The Encryption Debate: Throwing Spaghetti at the Wall
Overall, the encryption debate is about having more security or less security. Companies within the United States should be able to comply with warrants to the extent they are reasonably able to do so. Yet no company should ever be forced to weaken the security of their products. Cybersecurity Experts and people within the technology community has been saying this from the start.
The FBI, on the other hand, has had a lot of trouble keeping its story straight -- and has had trouble being honest with the American people about what it wants.
In 2014, James Comey gave a speech asking for having a regulatory or legislative fix to guarantee that all digital communications are easily accessible to the FBI.
James Comey was asking that the hardware and software companies be required to create a backdoor for the FBI to use -- just like the government wanted 20 years ago. That idea was a big loser for security then, and Americans realized pretty quickly it would be a bigger loser today. It would weaken the security for millions of families, and it has yet to actually stop terrorists and other bad actors from using strong encryption standards.
In 2015, the Justice Department tried a new argument: What law enforcement really needed was to have companies hold copies of the encryption keys, so the government could get your information from them. This is according to Deputy Attorney General Sally Yates.
One problem: If companies are keeping stockpiles of encryption keys, it vastly increases the chances that hackers to get these keys.
Later that day, James Comey said the administration hadn’t decided whether to seek legislation -- what about the first point that I made? He said Cybersecurity Experts should just try harder to invent new ways for the government to have access encrypted information without weakening the security. Cybersecurity experts’ response: No, we tried that. It’s not possible.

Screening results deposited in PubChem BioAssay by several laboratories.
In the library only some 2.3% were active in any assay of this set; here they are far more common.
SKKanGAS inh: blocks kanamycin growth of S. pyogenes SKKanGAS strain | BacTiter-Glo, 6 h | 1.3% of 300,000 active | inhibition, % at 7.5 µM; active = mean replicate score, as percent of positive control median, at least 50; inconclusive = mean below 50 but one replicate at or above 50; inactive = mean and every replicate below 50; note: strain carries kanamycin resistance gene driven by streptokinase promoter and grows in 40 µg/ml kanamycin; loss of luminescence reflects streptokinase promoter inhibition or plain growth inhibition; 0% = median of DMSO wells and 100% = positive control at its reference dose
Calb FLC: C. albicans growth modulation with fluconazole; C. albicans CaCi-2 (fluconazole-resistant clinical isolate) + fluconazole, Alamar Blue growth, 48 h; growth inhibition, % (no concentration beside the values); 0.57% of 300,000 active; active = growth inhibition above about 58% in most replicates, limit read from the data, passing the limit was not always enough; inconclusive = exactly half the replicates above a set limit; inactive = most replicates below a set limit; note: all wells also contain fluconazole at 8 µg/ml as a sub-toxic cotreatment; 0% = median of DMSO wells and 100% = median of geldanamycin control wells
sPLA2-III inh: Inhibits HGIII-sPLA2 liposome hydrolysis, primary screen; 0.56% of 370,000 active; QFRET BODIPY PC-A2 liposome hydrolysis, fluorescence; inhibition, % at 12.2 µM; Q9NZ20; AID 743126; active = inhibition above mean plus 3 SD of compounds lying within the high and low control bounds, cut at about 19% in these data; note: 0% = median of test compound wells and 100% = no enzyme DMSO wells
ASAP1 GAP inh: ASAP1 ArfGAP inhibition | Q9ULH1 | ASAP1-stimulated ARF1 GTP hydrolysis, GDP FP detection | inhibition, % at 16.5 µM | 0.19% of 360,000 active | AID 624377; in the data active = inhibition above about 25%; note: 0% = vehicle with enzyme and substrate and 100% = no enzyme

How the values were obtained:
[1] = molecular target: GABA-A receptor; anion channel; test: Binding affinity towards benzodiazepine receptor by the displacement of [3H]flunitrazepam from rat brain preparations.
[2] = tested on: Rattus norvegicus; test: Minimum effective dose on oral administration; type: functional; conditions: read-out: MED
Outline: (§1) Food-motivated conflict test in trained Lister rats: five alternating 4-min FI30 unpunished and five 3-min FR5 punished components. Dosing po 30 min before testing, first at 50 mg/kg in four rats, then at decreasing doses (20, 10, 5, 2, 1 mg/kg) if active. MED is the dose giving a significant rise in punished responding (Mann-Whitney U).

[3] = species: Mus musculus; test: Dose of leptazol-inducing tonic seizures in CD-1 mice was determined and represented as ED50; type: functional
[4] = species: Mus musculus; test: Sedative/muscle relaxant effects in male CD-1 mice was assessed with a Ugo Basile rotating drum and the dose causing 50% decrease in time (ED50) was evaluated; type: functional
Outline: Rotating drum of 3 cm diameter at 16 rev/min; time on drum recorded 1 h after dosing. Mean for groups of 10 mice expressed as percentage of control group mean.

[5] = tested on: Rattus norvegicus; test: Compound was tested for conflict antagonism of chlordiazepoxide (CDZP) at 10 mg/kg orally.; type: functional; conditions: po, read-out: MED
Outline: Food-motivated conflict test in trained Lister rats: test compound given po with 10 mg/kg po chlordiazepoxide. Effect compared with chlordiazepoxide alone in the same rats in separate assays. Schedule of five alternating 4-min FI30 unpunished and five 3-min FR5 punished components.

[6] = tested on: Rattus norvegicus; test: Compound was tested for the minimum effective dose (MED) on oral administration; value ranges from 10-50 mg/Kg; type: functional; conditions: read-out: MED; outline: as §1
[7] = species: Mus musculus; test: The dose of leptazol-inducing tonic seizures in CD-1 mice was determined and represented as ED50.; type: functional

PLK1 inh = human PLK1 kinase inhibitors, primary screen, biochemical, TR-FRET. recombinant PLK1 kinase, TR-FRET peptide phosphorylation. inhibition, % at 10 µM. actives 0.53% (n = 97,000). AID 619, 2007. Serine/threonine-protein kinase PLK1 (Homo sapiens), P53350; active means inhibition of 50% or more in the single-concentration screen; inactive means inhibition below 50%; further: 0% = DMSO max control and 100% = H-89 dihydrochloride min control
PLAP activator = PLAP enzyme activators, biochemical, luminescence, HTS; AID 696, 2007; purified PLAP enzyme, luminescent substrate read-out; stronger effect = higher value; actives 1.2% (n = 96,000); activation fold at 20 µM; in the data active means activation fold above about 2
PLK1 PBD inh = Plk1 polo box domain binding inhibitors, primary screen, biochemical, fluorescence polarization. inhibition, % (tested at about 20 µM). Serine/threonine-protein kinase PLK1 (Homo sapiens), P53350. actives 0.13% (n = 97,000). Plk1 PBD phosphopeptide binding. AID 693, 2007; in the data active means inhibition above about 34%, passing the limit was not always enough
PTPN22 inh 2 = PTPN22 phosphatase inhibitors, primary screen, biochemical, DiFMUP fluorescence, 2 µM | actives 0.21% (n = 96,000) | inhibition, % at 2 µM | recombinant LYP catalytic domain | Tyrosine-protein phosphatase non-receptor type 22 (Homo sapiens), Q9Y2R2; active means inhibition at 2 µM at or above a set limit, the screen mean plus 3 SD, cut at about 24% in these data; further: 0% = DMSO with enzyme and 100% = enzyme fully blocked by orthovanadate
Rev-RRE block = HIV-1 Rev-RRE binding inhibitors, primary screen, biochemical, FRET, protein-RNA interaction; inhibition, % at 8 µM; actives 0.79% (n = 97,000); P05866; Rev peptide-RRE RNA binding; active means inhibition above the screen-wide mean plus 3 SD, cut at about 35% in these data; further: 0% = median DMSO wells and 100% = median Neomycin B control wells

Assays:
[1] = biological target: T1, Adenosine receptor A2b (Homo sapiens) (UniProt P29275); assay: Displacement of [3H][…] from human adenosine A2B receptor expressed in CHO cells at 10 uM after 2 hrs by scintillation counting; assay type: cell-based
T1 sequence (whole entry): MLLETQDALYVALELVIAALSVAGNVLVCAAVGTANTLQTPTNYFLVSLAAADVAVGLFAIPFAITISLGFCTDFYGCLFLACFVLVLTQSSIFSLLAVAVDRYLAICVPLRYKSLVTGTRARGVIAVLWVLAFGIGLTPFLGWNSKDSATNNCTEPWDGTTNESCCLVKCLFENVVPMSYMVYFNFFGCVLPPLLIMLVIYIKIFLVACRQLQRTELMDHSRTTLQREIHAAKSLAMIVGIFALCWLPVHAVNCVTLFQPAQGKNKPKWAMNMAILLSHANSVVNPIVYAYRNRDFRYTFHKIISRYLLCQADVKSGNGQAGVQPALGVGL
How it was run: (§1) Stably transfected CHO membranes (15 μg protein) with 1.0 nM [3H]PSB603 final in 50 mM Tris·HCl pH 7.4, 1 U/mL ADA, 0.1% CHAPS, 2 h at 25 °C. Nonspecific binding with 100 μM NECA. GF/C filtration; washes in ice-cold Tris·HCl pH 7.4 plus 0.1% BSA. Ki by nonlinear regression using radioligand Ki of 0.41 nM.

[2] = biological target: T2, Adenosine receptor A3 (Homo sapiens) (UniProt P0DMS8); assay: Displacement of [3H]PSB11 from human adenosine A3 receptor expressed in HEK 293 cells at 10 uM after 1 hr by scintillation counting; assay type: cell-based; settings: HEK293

Next, the FBI decided to go around Congress, and sought a court order to force Apple to undermine its own encryption …. but they claimed it was just for one phone: “The San Bernardino litigation isn’t about trying to set a precedent or send any kind of message,” the FBI Director wrote in a blog post.
The Justice Department went further in court filings:
It is a narrow, targeted order that will produce a narrow, targeted piece of software capable of running on just one iPhone.
Nope, definitely not just the one phone which the demanded access to. If the FBI can force Apple to weaken the security of just one phone, it can force companies to weaken their products in all sorts of dangerous ways.
At a congressional hearing this March, James Comey acknowledged that if the FBI succeeds in forcing Apple to undermine the security of one phone, it could set a precedent that the FBI could use over and over against Apple and other US companies.
It’s officially time for the FBI and the Department of Justice to stop throwing spaghetti against the wall and hoping something will stick sooner or later. The administration needs to be honest with the American people.
Which is it? Less security or more security? If the FBI and the Department of Justice want to ban companies from providing strong encryption, they should come out and just say it already.